Fiscal policies are economic tools utilized by government to manipulate the level of total demand for final goods and services in an economy. Interest rates are one of the economic factors used to influence the rate of consumption by consumers. Fiscal policies relating to interest rates may either be expansionary or aimed toward the contraction of demand for goods and services.
In most basic terms, fiscal policy is government spending and taxation. How much the government decides to spend and tax rates, make up the government's fiscal policy. When government spending is less than government revenue, it is said that a contractionary fiscal policy is in place. If the government is spending more than the revenue, it is said to be engaging in expansionary fiscal policy.
There is general consensus among economists that fiscal policies may and often do have an effect on interest rates. However, there are differing opinions on what this effect is, the significance of the effect and how different factors impact the relationship. One of the most prevalent ideas about the relationship between fiscal policies and interest rates is that fiscal expansion raises interest rates. So when the government is spending more than its revenue, interest rates will go up.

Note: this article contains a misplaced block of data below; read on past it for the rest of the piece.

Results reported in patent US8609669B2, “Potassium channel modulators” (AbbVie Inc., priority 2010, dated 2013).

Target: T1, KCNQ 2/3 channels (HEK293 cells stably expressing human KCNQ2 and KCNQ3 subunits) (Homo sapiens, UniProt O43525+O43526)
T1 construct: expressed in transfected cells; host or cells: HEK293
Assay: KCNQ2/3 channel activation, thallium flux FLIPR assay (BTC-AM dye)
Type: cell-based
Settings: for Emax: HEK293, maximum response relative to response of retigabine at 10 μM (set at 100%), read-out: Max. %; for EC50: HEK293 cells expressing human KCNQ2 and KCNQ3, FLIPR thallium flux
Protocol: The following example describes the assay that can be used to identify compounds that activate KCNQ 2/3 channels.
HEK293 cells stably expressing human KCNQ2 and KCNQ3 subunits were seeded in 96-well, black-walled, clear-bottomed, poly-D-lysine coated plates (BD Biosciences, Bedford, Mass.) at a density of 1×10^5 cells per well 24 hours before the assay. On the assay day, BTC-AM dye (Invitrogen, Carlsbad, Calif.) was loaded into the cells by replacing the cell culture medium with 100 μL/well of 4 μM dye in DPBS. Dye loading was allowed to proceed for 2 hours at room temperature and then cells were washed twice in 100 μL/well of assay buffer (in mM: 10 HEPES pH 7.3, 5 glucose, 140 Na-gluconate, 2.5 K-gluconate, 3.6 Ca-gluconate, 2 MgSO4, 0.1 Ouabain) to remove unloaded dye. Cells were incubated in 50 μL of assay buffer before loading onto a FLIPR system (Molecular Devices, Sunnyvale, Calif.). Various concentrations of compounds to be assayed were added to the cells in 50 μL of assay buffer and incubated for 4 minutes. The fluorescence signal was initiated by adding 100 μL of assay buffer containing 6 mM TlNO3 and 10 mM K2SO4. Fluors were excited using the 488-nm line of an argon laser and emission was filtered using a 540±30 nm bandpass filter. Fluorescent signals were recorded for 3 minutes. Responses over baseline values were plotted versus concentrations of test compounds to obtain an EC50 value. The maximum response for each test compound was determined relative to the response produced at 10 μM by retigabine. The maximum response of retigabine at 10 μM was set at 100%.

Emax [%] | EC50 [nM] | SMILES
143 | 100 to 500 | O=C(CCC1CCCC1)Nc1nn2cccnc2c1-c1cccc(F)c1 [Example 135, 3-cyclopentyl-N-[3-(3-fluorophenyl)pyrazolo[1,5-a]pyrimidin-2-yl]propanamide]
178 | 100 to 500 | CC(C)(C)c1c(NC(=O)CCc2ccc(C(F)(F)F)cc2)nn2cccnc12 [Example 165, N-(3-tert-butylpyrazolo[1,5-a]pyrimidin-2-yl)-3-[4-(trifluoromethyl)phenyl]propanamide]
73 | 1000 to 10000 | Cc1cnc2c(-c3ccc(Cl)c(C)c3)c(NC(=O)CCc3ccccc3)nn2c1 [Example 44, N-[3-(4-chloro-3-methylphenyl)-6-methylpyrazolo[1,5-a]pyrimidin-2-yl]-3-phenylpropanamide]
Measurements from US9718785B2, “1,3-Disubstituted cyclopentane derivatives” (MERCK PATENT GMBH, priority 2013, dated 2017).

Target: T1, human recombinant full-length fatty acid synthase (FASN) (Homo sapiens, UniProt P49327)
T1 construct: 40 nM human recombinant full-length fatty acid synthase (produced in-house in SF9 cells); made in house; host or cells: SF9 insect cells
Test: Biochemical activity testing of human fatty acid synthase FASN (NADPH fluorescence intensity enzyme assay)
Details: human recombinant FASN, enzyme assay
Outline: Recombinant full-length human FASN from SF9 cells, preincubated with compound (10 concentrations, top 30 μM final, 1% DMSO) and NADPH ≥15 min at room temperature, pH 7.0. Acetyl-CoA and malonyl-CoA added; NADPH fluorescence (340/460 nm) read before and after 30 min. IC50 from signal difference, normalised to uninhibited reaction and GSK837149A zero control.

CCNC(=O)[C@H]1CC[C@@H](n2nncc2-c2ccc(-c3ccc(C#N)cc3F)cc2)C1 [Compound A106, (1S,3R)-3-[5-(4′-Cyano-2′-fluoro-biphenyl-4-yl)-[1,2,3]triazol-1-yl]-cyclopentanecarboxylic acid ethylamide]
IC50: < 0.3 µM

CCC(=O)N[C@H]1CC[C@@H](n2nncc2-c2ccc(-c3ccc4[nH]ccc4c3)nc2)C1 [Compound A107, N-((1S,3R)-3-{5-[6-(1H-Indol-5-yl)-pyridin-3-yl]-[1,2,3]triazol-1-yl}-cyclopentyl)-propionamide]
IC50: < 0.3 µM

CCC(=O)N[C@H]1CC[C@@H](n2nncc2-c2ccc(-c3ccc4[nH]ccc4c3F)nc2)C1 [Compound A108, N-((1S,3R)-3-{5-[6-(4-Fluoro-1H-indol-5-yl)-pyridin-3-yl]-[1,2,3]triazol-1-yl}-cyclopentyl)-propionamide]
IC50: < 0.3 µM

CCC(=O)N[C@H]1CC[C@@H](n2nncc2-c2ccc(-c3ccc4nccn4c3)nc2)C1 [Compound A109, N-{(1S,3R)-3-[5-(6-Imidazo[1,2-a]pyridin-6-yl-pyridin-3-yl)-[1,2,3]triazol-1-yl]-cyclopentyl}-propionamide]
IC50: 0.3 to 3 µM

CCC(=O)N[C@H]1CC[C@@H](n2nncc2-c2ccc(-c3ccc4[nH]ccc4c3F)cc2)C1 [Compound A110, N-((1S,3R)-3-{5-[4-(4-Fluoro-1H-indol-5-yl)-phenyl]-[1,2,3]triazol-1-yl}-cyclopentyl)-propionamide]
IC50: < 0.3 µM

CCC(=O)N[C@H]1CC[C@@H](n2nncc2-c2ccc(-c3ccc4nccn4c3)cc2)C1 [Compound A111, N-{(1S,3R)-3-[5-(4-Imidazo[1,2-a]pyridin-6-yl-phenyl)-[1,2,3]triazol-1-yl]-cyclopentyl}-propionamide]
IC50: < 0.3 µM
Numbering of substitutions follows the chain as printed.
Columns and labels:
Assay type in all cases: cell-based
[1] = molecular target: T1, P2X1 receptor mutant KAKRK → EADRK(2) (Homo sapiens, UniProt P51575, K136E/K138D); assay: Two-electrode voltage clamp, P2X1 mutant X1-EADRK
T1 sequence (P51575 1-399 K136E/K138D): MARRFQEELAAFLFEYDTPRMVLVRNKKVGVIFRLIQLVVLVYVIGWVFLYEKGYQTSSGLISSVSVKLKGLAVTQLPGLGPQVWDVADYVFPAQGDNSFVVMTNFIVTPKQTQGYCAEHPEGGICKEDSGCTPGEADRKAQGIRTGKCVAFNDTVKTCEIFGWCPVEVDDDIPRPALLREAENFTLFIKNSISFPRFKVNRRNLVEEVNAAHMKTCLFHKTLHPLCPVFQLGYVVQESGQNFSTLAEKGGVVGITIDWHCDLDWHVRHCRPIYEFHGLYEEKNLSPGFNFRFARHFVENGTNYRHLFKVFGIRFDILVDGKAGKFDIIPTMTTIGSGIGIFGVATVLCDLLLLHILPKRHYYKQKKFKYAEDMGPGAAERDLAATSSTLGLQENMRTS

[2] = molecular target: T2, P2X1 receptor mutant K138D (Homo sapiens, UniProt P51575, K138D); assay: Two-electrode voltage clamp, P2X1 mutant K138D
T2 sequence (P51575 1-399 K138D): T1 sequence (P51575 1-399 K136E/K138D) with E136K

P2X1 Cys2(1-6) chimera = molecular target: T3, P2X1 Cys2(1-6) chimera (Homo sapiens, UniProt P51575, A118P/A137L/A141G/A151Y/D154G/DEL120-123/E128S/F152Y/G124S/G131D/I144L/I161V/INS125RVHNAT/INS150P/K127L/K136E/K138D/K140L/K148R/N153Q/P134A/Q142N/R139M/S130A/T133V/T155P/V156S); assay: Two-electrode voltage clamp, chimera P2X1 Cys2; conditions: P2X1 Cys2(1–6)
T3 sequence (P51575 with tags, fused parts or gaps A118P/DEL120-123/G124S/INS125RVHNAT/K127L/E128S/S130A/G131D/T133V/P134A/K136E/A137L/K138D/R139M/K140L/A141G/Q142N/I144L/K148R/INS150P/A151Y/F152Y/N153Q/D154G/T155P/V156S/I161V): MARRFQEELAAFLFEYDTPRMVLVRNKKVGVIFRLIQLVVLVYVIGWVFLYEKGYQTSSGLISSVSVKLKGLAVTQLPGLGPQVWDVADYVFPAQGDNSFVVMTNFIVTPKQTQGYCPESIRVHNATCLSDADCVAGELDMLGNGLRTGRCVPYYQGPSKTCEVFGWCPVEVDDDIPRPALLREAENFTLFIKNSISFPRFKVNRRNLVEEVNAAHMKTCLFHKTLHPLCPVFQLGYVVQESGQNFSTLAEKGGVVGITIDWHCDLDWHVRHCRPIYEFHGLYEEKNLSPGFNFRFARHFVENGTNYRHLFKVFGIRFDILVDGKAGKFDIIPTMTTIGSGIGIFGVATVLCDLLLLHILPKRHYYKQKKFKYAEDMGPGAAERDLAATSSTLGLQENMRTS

A 2013 IMF working paper found that fiscal policy, together with global monetary policy, account for more than 60% of variances in long-term interest rates. Those who carried out this study argue that the relationship between national fiscal policy and interest rates is weaker if one does not count for global fiscal factors. Another paper, written by the Research Institute of Applied Economics in 2008, argues that large deficits have significant effects on interest rates but some factors like spillover reduces these effects.
Economists continue to study the relationship between fiscal policy and interest rates. It is important to better understand this relationship because it can assist economists and policy makers to develop better fiscal policies, as well as estimate more accurately the consequences of current policies.